Like the Arizona Cardinals, your company can significantly improve efficiency due to the following factors.

  • Better manage asset data: Not only does an asset management system allow you to access records in real-time, but multiple employees can use the system simultaneously on one all-inclusive database, rather than multiple spreadsheets. This eliminates data being overwritten or reports turned in with inaccurate asset information. 
  • Maintain thorough and accurate asset records:  The use of barcode scanners and labels ensure you capture all necessary data accurately, without keying errors.
  • Prepare and file reports quicker: Say goodbye to wasted hours sifting through piles of spreadsheets to compile the data for reports. User-friendly tools mean you easily download information. You can even customize reports to meet the needs of whoever needs the numbers — your warehouse manager, CFO, or your company auditor.
  • Easily manage change requests: Asset change requests will be simplified to create an approval process. And since data is accurate and updated in real-time, you’ll always have a complete history, which proves especially valuable during an audit.
  • Automate asset transfers: And automated asset management solution provides you with the tools to enforce compliance, increase efficiency, and eliminate errors and delays when it comes to transferring assets.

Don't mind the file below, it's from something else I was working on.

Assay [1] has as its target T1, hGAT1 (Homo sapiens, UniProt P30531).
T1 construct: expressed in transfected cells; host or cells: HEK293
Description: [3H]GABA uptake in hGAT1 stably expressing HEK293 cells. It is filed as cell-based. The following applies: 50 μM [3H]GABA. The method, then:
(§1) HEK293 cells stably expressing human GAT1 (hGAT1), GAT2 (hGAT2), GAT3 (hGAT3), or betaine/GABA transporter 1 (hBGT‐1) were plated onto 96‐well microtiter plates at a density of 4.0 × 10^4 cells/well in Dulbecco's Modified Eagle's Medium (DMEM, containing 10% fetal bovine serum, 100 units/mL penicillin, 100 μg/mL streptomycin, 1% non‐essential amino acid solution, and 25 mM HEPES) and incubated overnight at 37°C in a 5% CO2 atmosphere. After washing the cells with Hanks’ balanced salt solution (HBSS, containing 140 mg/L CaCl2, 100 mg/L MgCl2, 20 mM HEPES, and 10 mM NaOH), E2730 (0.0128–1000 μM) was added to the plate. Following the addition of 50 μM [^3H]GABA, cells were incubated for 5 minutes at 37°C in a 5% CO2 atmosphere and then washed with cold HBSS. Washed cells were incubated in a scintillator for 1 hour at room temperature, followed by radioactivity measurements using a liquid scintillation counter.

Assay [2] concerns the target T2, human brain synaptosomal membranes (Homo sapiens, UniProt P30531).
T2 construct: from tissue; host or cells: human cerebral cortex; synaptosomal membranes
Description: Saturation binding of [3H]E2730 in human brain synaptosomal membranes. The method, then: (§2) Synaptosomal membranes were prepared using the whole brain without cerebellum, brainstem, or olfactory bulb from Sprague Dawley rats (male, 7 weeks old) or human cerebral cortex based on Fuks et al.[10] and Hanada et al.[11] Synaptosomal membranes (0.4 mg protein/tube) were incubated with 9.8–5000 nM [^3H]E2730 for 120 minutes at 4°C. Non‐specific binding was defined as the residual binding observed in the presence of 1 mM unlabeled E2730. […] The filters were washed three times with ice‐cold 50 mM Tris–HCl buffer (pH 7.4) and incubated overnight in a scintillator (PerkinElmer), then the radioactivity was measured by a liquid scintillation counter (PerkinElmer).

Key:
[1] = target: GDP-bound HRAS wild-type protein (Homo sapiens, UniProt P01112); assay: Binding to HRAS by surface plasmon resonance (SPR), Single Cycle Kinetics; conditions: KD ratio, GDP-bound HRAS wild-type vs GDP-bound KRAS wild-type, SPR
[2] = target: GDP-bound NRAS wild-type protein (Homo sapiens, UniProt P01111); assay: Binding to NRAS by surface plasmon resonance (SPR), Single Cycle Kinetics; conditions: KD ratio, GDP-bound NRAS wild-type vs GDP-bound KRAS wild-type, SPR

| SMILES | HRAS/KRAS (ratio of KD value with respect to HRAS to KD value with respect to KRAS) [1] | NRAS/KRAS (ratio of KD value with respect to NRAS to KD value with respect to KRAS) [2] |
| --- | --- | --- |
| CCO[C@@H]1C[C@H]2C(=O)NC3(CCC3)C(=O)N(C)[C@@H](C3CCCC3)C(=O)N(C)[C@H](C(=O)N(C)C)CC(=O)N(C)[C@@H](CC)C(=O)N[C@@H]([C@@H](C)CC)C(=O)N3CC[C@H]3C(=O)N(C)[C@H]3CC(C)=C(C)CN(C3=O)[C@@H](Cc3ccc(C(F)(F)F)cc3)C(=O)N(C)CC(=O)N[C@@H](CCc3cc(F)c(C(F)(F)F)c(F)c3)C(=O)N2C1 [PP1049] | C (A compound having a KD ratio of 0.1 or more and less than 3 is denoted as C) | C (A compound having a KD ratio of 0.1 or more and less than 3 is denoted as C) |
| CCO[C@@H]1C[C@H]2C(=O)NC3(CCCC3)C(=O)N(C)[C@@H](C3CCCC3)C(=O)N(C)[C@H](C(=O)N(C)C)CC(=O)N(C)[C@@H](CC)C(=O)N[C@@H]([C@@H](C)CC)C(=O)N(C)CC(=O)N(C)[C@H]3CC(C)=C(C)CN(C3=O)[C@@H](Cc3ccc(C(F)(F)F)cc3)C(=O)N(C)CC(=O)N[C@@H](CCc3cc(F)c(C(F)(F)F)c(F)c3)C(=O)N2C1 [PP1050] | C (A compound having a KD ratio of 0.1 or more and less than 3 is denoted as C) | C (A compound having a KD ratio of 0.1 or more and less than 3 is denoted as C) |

• Maintain assets: Better budget for asset replacement by tracking asset condition and maintenance with easy-to-use logs of the assets you currently have in-house.

It’s time to take “stock” of your inventory processes

As with your assets, you absolutely must track your business’ inventory. When you have a firm grasp on what items are available to ship and what you don’t, it’s near impossible to serve your customers with excellence. That’s the place Process Control Outlet (PCO), an industrial electronics reseller, found itself. Even after being in business 13 years, the company had never taken control of its inventory.

“When our sales representatives received an order, they had to walk through the warehouse to verify whether the items were actually on the shelf,” said Robert Gonzales, assistant director of marketing and communications for PCO. “Our employees wasted a lot of time, plus they could not give our customers the immediate response they deserve.”

Your inventory is the main revenue generator, so why risk losing sales because you simply don’t know what you have on your warehouse shelves.